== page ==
Bay Islands Pirates History

We all know the tales of the pirates of the Caribbean…stories of treasure and epic battles, heroes and villains. But do you know the tales of the Bay Islands pirates? There were many years of fighting over these precious islands, and pirates were certainly included in those battles for control.

The first European to encounter the Bay Islands was Christopher Columbus himself. In 1502, on his fourth and final voyage to what was called the New World, Columbus and his crew sighted the stunning island of Guanaja.

It was from Guanaja that Columbus and his crew set off and finally realized that an entire continent laid beyond the many islands they had stumbled upon throughout the Caribbean.

After that initial European encounter, the Bay Islands went through centuries of other Europeans coming and going. Some claimed ownership of all the islands, others tried to establish a singular community, and still others merely wanted a safe haven to hide. The latter were the pirates who utilized the Bay Islands for protection.

On Roatan’s East End, you’ll find Old Port Royal, the original attempt at an English settlement. However, that settlement wasn’t quite family-friendly. In fact, it was mostly loggers who first stopped in Old Port Royal to make some money off the natural resources of the islands. Those loggers seem to have become a bit bored by their initial plans, however, as they soon started dabbling in piracy as well.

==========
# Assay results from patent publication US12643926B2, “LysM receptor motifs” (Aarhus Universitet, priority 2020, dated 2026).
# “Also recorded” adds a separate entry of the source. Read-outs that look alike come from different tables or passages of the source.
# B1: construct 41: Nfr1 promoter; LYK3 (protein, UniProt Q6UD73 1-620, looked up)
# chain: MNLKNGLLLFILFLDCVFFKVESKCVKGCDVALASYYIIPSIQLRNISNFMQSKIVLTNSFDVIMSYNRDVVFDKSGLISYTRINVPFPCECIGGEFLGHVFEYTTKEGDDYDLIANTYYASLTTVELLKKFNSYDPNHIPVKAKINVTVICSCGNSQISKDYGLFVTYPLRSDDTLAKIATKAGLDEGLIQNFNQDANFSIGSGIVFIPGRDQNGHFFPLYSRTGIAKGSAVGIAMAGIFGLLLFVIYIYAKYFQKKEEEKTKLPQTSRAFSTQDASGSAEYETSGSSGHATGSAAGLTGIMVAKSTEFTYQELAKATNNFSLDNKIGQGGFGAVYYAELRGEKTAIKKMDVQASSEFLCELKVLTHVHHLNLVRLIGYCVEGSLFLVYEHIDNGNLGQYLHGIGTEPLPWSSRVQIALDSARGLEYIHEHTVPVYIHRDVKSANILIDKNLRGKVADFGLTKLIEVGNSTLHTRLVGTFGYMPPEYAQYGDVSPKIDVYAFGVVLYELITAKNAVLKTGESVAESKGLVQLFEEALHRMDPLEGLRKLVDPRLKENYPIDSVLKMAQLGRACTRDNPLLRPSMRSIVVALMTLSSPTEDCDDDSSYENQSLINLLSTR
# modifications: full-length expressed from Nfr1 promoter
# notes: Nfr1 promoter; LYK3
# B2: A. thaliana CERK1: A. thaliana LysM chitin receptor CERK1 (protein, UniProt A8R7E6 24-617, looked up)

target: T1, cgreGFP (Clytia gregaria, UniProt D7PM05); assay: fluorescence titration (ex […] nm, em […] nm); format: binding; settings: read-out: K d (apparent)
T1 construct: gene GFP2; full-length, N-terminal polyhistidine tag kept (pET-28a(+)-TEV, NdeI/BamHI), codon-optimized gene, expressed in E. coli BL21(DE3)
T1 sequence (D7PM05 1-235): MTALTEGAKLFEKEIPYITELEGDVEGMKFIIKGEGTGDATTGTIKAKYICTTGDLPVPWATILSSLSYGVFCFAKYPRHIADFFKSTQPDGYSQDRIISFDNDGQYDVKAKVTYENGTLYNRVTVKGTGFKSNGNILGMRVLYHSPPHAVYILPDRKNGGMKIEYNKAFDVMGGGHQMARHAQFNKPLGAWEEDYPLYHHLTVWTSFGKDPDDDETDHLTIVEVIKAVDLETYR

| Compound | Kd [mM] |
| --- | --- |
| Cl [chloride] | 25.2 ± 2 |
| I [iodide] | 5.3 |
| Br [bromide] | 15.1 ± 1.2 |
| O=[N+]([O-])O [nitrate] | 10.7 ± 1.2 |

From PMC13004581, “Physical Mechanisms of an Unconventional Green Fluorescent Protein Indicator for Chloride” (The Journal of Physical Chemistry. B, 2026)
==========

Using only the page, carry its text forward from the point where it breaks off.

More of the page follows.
From their advantageous position in Old Port Royal, these British loggers were able to quickly and easily venture out when a passing ship was spotted. Surprise attacks on these unsuspecting ships enabled them the opportunity to seize whatever wares or treasures were kept onboard, and then retreat back to their base at Old Port Royal.

Predictably, many of these unsuspecting passing ships were Spanish. And it didn’t take long for the Spanish to start getting fed up with these British loggers and decide to put a stop to their escapades.

In 1650, the Spanish attacked Old Port Royal, attempting to oust its British loggers-turned-pirates. After besieging the coastline for days, the English were finally defeated and forced out of Old Port Royal.

The Spanish, however, opted not to establish their own community there in place of the British, leaving Old Port Royal – and the rest of Roatan – open for other pirates to utilize as a safe harbor. And use the island they did. By the mid-1700s it was estimated that some 5,000 pirates were using Roatan, including famous pirates like Henry Morgan, John Coxen, Blackbeard, and Van Horn.This was the golden age of piracy in the Caribbean, short-lived though it was, as the end of the 1700s saw a major decline in piracy activities in the region. The majority of these pirates were English, Dutch, and French, and the Bay Islands became a favorite locale for seeking safe haven.

It seems that even today, people seek a quiet island where nobody else will bother them. And so, foreigners continue to seek refuge in the Bay Islands, establishing new communities and creating new lives for themselves. Luckily, these people aren’t pirates, but are contributing members of society bringing their cultures and traditions to share with everyone in the Bay Islands. They now add to a long and interesting history of people coming and going from these beautiful islands.

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